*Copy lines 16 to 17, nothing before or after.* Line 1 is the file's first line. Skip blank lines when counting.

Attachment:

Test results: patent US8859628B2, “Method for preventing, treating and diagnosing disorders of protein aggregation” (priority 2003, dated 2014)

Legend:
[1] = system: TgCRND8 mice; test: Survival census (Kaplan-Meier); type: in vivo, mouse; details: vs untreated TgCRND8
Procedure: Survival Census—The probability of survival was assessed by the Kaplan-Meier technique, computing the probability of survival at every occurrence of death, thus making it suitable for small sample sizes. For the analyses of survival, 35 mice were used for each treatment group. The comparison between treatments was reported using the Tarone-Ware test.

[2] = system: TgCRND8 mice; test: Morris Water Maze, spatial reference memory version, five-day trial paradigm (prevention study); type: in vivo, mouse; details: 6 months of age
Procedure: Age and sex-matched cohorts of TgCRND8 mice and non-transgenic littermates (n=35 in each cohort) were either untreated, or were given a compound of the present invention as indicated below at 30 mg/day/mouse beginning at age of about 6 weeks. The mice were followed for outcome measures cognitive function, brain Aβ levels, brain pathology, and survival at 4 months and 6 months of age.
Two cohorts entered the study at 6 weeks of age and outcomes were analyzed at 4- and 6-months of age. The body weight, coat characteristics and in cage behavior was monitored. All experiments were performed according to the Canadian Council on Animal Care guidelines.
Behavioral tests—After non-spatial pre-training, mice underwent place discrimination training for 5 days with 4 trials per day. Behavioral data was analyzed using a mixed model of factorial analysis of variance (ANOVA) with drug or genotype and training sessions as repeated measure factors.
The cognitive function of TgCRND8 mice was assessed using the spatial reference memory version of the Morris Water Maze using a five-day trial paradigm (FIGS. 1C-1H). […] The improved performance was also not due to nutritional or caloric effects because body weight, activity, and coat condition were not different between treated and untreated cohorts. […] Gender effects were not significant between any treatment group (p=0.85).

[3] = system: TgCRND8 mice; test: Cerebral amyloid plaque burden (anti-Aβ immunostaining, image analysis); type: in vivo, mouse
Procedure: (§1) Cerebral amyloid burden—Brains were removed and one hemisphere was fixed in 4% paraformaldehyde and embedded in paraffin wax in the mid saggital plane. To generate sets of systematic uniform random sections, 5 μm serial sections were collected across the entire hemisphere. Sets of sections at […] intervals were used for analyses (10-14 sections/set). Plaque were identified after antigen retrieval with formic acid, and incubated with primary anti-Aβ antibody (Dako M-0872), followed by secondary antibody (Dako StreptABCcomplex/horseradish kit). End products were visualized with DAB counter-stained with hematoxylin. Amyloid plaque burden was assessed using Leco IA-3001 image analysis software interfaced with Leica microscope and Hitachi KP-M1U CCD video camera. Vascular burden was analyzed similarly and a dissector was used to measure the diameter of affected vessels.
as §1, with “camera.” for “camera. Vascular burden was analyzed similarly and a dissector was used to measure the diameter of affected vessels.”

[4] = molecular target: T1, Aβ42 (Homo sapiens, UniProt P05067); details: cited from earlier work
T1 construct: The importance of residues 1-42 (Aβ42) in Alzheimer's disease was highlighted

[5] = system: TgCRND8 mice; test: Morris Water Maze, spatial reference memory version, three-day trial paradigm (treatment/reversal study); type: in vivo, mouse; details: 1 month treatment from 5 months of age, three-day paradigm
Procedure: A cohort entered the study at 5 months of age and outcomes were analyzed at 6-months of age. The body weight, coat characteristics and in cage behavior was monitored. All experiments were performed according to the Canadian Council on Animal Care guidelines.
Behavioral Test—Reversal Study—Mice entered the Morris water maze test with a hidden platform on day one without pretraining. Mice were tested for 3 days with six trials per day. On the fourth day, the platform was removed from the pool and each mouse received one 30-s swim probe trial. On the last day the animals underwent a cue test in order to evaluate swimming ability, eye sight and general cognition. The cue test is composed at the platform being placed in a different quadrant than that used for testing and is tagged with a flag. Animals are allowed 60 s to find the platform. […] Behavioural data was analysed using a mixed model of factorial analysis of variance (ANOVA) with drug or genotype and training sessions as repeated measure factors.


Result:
Procedure: A cohort entered the study at 5 months of age and outcomes were analyzed at 6-months of age. The body weight, coat characteristics and in cage behavior was monitored. All experiments were performed according to the Canadian Council on Animal Care guidelines.
Behavioral Test—Reversal Study—Mice entered the Morris water maze test with a hidden platform on day one without pretraining. Mice were tested for 3 days with six trials per day. On the fourth day, the platform was removed from the pool and each mouse received one 30-s swim probe trial. On the last day the animals underwent a cue test in order to evaluate swimming ability, eye sight and general cognition. The cue test is composed at the platform being placed in a different quadrant than that used for testing and is tagged with a flag. Animals are allowed 60 s to find the platform. […] Behavioural data was analysed using a mixed model of factorial analysis of variance (ANOVA) with drug or genotype and training sessions as repeated measure factors.